Parity for gay men in South Korean army

Illustrated rainbow pride flag on a white background.

South Korea’s defence ministry issued a statement addressing the issue of the treatment of gay soldiers in the army.

“The military will treat homosexual soldiers the same as heterosexual ones,” the ministry said in a written statement distributed to news gathering groups.

The announcement comes after a series of unfair dismissal and bullying incidents have been reported in South Korean press, becoming the subject of much speculation and gossip. The Seoul based news agency Yonhap requested an official policy statement from the South Korean army, effectively brining the debate out into the open.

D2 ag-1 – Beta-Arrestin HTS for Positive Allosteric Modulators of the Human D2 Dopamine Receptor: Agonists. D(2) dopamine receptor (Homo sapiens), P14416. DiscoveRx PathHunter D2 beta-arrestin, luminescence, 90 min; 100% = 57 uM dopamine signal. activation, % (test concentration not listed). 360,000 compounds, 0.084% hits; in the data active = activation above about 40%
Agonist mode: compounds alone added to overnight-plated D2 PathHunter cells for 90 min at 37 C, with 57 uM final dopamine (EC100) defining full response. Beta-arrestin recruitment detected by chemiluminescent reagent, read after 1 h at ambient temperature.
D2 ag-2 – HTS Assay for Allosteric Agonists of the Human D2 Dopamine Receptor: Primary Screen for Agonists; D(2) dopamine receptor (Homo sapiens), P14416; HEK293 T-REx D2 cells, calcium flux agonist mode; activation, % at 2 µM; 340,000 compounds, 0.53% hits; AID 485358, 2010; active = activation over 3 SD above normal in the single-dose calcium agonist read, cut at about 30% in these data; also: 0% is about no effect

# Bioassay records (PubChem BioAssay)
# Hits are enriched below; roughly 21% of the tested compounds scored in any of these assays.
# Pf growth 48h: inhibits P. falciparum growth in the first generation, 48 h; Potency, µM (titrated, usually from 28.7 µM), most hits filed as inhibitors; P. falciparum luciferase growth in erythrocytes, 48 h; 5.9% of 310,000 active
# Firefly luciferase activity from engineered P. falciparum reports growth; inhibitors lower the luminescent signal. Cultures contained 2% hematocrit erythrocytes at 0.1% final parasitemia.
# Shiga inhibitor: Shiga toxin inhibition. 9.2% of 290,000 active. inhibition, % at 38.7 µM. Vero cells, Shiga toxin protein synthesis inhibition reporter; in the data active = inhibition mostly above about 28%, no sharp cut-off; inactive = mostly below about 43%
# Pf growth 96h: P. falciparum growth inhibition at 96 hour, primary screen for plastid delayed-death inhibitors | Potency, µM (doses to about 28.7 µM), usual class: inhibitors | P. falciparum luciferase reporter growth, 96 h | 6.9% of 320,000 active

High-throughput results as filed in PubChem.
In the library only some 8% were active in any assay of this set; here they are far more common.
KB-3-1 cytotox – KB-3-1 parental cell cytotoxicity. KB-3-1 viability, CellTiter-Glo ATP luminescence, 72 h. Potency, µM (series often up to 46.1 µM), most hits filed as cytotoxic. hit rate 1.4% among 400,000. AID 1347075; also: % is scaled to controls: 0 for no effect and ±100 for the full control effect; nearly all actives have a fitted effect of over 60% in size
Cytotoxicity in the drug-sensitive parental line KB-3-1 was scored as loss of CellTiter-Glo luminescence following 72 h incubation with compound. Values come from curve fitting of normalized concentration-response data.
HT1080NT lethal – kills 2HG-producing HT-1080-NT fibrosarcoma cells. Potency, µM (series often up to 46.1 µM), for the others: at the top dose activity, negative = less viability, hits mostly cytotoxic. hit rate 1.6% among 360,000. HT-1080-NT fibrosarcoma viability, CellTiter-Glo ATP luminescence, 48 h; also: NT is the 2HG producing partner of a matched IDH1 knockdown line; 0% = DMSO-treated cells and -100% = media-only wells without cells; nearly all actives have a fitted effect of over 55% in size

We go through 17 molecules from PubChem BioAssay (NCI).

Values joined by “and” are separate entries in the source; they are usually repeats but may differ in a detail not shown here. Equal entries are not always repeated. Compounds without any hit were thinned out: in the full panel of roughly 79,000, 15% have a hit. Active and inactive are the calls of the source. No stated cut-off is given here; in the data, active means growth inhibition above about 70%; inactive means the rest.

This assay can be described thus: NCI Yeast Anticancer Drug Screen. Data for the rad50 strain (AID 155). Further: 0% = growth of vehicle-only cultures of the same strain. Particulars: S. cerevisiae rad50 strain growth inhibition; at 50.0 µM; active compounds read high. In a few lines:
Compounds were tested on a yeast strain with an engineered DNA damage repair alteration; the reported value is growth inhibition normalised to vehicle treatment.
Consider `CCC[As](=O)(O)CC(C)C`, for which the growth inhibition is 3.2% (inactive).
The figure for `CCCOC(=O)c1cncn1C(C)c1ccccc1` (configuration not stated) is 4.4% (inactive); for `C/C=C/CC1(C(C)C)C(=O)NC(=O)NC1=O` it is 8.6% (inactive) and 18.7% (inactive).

Though the Ministry statement implies more grudging tolerance than outright and welcome acceptance, it has been hailed by the Korean gay community as a significant step in the right direction. South Korea’s traditional patriarchal social values, clearly represented by the army are not noted for their liberalism or expansiveness.

The statement will make particularly welcome reading to young men anxious about their compulsory military service – 24 to 28 months of it, depending on the military branch involved.